I walk the length of the pier along which locals have painted crude depictions of Gimli's history, their answer to the Bayeux Tapestry: 19th-century farmers hauling ice blocks for the fisheries, Ukrainian settlers, the famous Gimli Glider incident.
Though I summered in Whiteshell Provincial Park as a kid, and still remain partial to its clear lakes dotted with little islands covered in trees, ad infinitum, I've become fond of Gimli, on the shores of Lake Winnipeg. It's not just a flimsy summer resort but a real fishing community - one that supplies much of the world's fresh sweet pickerel.
To get there, I drive one hour north from Winnipeg, through a two dimensional prairie-scape; I know I've arrived when the smell of hops from the Seagram's distillery permeates the hot air. A town redolent of Crown Royal and Viking statues has got to intrigue.
As does Gimli's connection to Iceland. Gimli was settled in 1875 by Icelandic immigrants who brought some of their country's otherworldliness to the new land, which they tried to make the independent Republic of New Iceland. Summertime adds another dimension to Gimli: Beach bums and babes in bikinis line up for ice cream at one of the fish and chip shops on the main strip. The mix is singular, sort of Riviera meets the Huldufolk. And ever more so during last week's Gimli Film Festival, when Manitoba filmmakers and shakers go from pitch sessions to schmooze fests via mopeds, and cottagers watch arty Norwegian films from the pews of an old Unitarian church and on the beach. In its 10 years, the festival has largely achieved its goal of being more than a quaint diversion. When it began, it celebrated the Canadian/Icelandic connection and still does Tales from the Gimli Hospital.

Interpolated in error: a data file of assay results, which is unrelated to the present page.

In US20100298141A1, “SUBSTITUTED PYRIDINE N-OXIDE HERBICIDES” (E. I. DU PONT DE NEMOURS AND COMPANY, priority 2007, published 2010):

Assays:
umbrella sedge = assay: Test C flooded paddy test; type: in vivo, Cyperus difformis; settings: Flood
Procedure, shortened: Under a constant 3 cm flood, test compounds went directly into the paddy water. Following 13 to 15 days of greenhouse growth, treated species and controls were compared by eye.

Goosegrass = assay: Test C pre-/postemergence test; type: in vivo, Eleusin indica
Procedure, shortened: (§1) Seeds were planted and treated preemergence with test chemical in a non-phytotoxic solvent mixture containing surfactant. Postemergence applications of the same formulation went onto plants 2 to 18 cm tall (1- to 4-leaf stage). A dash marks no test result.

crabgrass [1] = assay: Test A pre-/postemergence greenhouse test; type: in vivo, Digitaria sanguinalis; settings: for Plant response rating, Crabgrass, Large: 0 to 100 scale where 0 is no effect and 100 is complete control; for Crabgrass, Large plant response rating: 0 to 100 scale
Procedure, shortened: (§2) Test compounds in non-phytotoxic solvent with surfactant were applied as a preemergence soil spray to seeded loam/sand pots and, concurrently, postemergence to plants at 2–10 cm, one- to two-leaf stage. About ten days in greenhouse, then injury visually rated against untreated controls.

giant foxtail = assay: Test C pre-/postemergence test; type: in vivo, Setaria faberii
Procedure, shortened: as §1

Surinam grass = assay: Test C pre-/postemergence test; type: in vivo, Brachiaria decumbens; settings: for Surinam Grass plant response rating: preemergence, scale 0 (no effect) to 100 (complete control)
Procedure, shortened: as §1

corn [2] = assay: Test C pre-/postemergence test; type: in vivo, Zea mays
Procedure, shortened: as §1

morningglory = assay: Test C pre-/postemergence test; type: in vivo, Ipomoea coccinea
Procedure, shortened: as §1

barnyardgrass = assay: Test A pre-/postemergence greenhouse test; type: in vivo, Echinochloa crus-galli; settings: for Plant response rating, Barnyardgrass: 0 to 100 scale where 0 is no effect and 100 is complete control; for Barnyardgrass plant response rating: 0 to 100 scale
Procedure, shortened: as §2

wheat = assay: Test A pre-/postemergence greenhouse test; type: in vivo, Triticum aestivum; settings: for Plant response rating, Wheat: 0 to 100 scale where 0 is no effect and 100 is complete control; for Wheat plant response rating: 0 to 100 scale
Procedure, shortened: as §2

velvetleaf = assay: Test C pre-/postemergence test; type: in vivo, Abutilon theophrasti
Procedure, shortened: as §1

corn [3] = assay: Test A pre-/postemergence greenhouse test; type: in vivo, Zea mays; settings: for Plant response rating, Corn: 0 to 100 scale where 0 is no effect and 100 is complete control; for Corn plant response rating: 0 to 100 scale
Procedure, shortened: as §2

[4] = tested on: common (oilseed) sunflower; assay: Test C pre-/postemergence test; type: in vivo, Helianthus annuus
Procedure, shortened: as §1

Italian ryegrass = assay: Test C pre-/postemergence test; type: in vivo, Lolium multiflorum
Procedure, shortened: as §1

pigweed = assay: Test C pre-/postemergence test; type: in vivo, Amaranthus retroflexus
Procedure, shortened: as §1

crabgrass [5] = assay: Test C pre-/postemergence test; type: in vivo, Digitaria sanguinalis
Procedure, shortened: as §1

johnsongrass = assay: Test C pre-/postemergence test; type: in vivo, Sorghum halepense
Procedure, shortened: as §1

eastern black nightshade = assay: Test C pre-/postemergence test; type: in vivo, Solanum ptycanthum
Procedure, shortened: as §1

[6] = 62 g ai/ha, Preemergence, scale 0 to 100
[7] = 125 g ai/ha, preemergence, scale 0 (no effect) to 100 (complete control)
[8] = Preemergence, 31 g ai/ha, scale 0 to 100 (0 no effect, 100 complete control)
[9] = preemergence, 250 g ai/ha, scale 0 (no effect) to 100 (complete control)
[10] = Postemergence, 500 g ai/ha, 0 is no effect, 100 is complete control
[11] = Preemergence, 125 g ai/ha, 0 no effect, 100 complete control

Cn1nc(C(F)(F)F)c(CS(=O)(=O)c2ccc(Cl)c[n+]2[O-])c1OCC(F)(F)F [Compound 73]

On Saturday, I wake to what looks like a relentless sun and walk to the Reykjavik Bakery, newly opened by Steinthor Jonasson, a cash and ash émigré, from whom I learn cake is an Icelandic word. Icelandic films, though, are in short supply this year. The masterful Swedish film Everlasting Moments is starting in a few minutes.
But there are also friends who lure you from your cultural horizon broadening. Ken and Mira are in the harbour. They've got a Sea-Doo. With a wakeboard. Climbing aboard, I think there'll be other Gothic films about turn-of-the-century Manitoba.
When the sun sets, it's time for the late-night beachfront screening of An Education. I've already seen the film, but not outdoors, on a star-filled night, on an 11-metre screen that rises from the lake like a celluloid homage to Botticelli's The Birth of Venus.
Viewers stake a place on the shore's edge and build sand pillows for their heads. We'll do it again the next night for a screening of Neil Young Trunk Show. For a while, the sound of
clapping mingles with the sound of slapping - the mosquitoes, alas, are as biblical as Manitoba myth dictates. Then a breeze comes up from the lake and shoos them away, and all that's left is Neil, the night and a lone sailboat navigating by a moon one night short of full.
Young's songs never seems to finish. Just when you think he's reaching the end, he goes on a little longer. Wish that were true of summer, too.